A Harmonic Convergence

via Daily Prompt: Theory

Word count: 452 / Reading time: 2 minutes or less

Thank you, Daily Post, for today’s serendipitous prompt.  I observed something yesterday that made me very angry.  Last night, I was already thinking of what I might write about that event today, and one of the words tumbling through those thoughts was “theory“.

Sadly, like many American cities, mine has a lot of homeless people.  During the day, any given street corner throughout Nashville and its several suburbs may feature one or more people holding up signs asking for money or selling “street papers” like The Contributor.  These papers are sold to homeless or formerly homeless individuals at cost; then, the individuals sell them for a set price, usually one or two dollars.

I am sympathetic toward people much less fortunate than I am, so when able, I contribute money or buy a paper and give a little extra.  I also try to make sure that I always have a care envelope on hand containing a $5 gift card to Wal-Mart, a $5 gift card to McDonald’s, and a current list of local care agencies with address & phone number because I prefer to donate that rather than cash.  I try to help, but I take steps to ensure the recipient can’t go out and spend my donation on drugs or alcohol.

So what I saw on my way to enjoy my daughter’s school strings symphony concert last night really got me riled up.  As I approached her school, there were two men I hadn’t seen there before standing at one of those street corners frequently occupied by people holding up signs asking for help.  But these guys weren’t standing, they were leaning and stumbling and appeared to be drunk.  When I got close enough to read their signs, this is how they read: “Need $ 4 Pizza N Beer” and “Too ugly to be ah prostitute”.  Reading those words, I became so outraged that I got lightheaded.  I thought to myself “What on earth are those men thinking?  Are they operating under a theory of radical honesty, or what? Do they not realize they’re damaging the cause of every other person in need standing at a corner holding up a sign?”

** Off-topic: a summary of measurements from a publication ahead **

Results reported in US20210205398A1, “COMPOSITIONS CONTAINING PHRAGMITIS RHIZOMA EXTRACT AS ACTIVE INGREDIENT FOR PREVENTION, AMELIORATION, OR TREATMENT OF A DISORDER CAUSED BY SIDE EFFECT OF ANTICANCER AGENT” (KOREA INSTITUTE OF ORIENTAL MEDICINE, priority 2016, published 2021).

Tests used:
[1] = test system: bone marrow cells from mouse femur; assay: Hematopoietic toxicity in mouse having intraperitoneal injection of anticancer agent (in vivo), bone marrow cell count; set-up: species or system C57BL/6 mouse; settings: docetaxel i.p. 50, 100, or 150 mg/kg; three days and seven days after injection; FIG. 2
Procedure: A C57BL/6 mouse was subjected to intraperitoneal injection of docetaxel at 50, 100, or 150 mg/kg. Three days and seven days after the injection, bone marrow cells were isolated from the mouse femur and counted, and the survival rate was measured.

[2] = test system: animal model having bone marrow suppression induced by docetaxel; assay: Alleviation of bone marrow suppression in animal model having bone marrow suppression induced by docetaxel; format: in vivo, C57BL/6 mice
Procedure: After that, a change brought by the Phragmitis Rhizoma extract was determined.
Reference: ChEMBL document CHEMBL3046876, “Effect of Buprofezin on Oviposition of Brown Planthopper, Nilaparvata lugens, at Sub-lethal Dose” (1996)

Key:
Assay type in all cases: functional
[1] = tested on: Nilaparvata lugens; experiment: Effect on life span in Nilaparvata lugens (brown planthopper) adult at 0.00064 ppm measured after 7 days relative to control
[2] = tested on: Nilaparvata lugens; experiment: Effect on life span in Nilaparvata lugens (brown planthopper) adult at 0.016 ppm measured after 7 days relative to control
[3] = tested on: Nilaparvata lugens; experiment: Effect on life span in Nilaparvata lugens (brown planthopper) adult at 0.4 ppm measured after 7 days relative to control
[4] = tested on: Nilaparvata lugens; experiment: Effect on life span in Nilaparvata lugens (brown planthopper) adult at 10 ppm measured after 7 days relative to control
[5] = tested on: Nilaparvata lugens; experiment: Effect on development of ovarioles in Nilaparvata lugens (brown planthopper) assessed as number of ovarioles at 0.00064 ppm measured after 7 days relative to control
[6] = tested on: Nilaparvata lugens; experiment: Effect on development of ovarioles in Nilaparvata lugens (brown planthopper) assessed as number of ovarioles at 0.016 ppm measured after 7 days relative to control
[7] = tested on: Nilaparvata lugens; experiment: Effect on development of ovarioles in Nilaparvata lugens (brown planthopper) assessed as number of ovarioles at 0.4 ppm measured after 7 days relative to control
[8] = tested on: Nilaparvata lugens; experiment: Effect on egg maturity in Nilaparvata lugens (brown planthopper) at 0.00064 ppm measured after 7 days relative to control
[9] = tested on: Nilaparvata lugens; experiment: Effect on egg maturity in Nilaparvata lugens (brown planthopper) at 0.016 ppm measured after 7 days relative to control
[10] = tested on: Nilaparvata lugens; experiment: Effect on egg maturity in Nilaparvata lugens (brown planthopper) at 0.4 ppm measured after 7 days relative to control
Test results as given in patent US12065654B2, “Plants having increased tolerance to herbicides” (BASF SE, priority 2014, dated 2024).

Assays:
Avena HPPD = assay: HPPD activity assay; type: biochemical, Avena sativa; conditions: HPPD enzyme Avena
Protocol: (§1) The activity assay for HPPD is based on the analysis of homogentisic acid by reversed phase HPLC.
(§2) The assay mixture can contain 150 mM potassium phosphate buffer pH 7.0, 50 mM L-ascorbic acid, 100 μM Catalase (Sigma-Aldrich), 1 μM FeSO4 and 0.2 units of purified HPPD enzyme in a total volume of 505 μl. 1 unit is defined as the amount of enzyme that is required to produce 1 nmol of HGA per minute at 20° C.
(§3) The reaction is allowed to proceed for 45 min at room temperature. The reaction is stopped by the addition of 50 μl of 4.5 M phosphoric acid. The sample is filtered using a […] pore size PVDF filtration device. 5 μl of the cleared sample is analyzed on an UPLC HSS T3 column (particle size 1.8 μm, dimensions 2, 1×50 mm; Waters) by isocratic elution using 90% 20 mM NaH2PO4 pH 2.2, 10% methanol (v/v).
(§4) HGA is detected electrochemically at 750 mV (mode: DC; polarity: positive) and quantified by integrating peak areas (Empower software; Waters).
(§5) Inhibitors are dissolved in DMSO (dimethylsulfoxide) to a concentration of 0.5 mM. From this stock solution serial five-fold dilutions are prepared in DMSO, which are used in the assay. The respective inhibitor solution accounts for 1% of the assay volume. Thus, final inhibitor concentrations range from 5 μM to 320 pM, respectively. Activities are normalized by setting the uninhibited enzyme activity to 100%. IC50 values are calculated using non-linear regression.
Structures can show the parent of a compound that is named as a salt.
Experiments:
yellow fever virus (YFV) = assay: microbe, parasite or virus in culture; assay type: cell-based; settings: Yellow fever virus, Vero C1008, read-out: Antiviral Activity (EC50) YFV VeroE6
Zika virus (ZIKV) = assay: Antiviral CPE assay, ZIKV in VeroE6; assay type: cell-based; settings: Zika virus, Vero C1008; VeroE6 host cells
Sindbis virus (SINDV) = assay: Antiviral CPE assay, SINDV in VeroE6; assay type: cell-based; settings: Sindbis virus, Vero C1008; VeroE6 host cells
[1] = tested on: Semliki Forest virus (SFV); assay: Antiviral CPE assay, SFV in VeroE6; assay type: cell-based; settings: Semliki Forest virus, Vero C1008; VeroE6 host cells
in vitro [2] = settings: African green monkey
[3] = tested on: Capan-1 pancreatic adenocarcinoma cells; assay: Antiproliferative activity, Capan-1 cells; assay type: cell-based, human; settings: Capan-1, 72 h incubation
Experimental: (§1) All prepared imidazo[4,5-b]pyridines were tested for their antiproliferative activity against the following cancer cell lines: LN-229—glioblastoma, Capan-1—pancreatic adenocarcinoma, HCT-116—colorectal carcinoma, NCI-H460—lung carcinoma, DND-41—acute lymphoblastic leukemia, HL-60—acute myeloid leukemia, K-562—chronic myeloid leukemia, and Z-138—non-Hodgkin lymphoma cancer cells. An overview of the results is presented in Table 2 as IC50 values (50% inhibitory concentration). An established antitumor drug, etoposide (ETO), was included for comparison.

Poverty, homelessness, hunger, and addiction are bad.  Admitting addiction is good, a necessary step in the recovery process.  But telling people you’re going to spend the money they give you on alcohol?  That’s beyond bad.  That’s stupid and harmful.  Unfortunately, the general public already tends to view most panhandlers as lazy alcoholics or drug addicts.  People like the aforementioned men do their fellow sufferers a great disservice.

Am I wrong to think so harshly of those two men?  What do y’all think?  Please let me know in the comments below!

18 thoughts on “A Harmonic Convergence

  1. If I saw two men, with the signs you’ve described, I wouldn’t want to donate to their cause. Giving a gift card to McDonalds, however….. sounds like a good idea. They may have thought….that they were being creative and funny, maybe even honest. If it brings in some cash, guess …. it works for them! Anyway you look at it……it can’t be fun, having to stand on a street corner and ask people for money. 😦

    Liked by 1 person

  2. I understand your concerns, Denny, and I commend you for being proactive and carrying your “care cards” – what a great idea!